Finn Hoogensen / Iowa State Daily
The first bell casting at Iowa State will celebrate “breaking the ground” on the Campanile-Carillon Model, a project to create a mobile, musical model of the Iowa State Campanile.
The public event, which will take place at 4 p.m. on Tuesday at the Campanile Room in the Memorial Union, will allow people to witness the Campanile-Carillon Model’s first bell being cast in bronze.
“It is really a historical moment from so many different aspects,” said Tin-Shi Tam, Iowa State’s carillonneur. “Not only is [the event] meaningful to the project, but also it will be educational to really understand what’s actually behind how the bells are made.”
At the event, Richard Watson of Meeks, Watson and Company will give an informational presentation on the art of bell making. Meeks, Watson and Company is tasked with creating all 27 bells for the model.
Meeks, Watson and Company is the only carillon bell maker in North America, according to Watson. This means the event will offer a rare opportunity to learn about the art of bell making from an expert bell founder.
To prepare for the bell casting at Iowa State, Meeks, Watson and Company will construct the bell’s mold at their foundry in Georgetown, Ohio. Watson said the bell’s mold will be built out of a sand-based mixture that hardens to a solid similar in density to soft sandstone.
They’ll bring the mold of the bell to Iowa State to be cast during the event. Those who attend the event will watch a live stream of the casting which will simultaneously occur at the ISU metal casting laboratory. Watson will detail the process as it occurs. According to Watson, the casting process is simple, aside from some technicalities to ensure it is done correctly.
“As long as you can make a mold with the cavity inside of it in the shape of what you want to cast, in this case the bell, then you can pour the metal into it,” Watson said. The bronze metal that will be poured is a mixture of copper and tin. It must be heated to 1,000 degrees Fahrenheit in order to become liquid to pour into the mold.
After the metal is poured, it will be allowed to cool for about a day. Watson said it’s important to let the bell cool down slowly to ensure it will produce a proper musical ring. According to Watson, the sand base helps to provide good insulation which keeps the cast from cooling down too fast. Following the event, the bell will be brought back to their foundry in Ohio to be smoothed out and tuned among further preparations.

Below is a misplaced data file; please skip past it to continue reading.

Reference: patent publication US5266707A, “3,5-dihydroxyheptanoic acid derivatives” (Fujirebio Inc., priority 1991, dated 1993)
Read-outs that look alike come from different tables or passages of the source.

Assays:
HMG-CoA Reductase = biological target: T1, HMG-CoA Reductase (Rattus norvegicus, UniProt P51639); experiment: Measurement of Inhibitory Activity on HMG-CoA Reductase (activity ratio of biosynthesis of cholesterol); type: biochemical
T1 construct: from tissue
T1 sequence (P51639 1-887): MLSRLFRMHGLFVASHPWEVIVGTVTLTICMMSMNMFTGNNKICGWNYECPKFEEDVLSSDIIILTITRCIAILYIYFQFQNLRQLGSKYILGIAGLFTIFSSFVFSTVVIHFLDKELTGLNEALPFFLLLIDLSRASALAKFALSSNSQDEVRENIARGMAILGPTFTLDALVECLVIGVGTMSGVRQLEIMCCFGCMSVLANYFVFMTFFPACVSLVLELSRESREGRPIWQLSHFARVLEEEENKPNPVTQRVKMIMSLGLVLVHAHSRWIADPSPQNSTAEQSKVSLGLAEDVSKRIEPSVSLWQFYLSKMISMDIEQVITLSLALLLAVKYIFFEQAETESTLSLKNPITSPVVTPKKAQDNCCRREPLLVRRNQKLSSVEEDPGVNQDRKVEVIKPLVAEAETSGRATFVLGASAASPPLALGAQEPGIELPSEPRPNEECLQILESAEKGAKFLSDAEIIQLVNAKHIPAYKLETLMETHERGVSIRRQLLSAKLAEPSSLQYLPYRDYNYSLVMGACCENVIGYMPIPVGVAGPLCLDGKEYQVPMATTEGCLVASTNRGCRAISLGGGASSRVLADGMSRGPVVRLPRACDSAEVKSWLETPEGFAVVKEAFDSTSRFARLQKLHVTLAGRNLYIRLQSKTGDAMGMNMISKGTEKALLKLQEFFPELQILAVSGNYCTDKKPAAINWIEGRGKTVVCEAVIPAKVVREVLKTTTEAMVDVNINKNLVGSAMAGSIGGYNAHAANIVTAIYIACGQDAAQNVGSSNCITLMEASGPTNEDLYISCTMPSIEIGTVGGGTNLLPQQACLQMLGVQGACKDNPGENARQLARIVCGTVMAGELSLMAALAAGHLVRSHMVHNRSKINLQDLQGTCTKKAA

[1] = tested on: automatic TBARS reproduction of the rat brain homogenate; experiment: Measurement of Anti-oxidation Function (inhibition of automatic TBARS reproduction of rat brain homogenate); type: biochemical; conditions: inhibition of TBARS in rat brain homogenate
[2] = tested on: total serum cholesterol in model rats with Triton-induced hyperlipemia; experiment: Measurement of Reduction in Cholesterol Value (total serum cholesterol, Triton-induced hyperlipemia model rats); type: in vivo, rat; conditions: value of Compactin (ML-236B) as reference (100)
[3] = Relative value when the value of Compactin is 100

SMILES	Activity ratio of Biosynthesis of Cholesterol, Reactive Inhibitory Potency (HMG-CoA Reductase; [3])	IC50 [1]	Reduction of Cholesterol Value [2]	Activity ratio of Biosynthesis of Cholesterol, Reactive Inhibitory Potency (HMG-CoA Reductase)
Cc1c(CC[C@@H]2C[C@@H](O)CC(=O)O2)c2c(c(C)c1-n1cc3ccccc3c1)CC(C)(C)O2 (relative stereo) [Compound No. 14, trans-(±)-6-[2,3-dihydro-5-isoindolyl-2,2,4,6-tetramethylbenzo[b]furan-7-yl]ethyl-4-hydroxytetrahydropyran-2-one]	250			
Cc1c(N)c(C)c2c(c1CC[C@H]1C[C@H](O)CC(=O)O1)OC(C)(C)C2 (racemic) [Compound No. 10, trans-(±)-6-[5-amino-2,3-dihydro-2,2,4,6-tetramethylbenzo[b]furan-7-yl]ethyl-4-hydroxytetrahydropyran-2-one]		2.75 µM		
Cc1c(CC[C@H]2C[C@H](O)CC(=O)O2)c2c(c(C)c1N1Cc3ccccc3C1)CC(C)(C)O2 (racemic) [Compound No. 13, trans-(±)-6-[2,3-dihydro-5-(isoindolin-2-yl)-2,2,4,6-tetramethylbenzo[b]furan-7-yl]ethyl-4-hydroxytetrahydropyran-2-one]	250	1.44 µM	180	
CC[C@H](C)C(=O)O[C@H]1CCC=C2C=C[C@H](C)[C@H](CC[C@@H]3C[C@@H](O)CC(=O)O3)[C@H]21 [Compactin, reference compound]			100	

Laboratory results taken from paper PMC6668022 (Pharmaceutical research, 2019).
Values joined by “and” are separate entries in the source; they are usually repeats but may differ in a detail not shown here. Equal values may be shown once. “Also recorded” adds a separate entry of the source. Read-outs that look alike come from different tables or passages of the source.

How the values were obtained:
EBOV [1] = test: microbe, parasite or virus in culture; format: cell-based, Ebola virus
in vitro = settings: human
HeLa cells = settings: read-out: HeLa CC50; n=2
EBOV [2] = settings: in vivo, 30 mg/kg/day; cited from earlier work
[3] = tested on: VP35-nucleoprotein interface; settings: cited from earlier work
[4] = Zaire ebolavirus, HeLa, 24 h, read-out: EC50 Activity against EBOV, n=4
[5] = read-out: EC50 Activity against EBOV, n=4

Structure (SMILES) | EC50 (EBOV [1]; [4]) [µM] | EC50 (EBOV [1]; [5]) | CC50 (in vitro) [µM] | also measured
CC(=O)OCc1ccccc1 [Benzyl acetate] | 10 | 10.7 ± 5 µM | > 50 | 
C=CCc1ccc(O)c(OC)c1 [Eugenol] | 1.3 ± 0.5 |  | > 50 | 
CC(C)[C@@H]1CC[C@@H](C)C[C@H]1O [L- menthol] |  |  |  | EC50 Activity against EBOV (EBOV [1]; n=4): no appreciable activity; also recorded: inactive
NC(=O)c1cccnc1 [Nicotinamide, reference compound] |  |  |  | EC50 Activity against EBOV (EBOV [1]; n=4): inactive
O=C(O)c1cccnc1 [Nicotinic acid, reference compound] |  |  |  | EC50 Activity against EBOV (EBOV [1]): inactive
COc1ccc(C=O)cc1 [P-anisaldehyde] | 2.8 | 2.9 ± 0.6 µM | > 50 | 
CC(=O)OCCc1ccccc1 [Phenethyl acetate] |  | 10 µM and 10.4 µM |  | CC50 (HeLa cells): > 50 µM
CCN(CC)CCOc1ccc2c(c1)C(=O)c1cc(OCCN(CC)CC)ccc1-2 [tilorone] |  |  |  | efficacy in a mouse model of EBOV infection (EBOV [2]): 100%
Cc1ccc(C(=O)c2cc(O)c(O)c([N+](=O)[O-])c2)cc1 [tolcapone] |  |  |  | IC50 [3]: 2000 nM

There will be open tours of both the Campanile and the ISU metal casting laboratory (1098 Black Engineering) from 3 to 4 p.m.
This event marks a milestone for the Campanile-Carillon Model project. “It’s just like when you build a building and you first start construction, and you have a ceremony to break the ground. For building a carillon, casting bells is just like breaking the ground,” said Tam.
The idea was originally conceived by Tam in early 2015. Since then, multiple semesters of engineering students have worked to create a design for the structure of the model. Each semester of students up until now has perfected the design. The rest of the 27 bells and the structure of the model is expected to be fully built by the end of November this year.
The model will be used for Iowa State outreach events around the country. There are also plans to use it in musical performances at Iowa State because of its mobile capabilities.
“[The model] will [allow] people who cannot climb all the way up into the Stanton carillon [in the Campanile] … to be able to see how manually an operating carillon is connected together,” Watson said. “[It will] give people an appreciation for all that goes into building a carillon and making good carillon bells. I think it’s a great project and will be the opportunity for years and years for people to learn about the carillon close up.”
What: Campanile-Carillon Model bell casting event
When: Tuesday, April 10
Campanile tours/ISU metal-casting lab open house — 3-4 p.m.
Bell Casting Program — 4-5 p.m.
Reception — 5 p.m.
Where: Campanile Room in the Memorial Union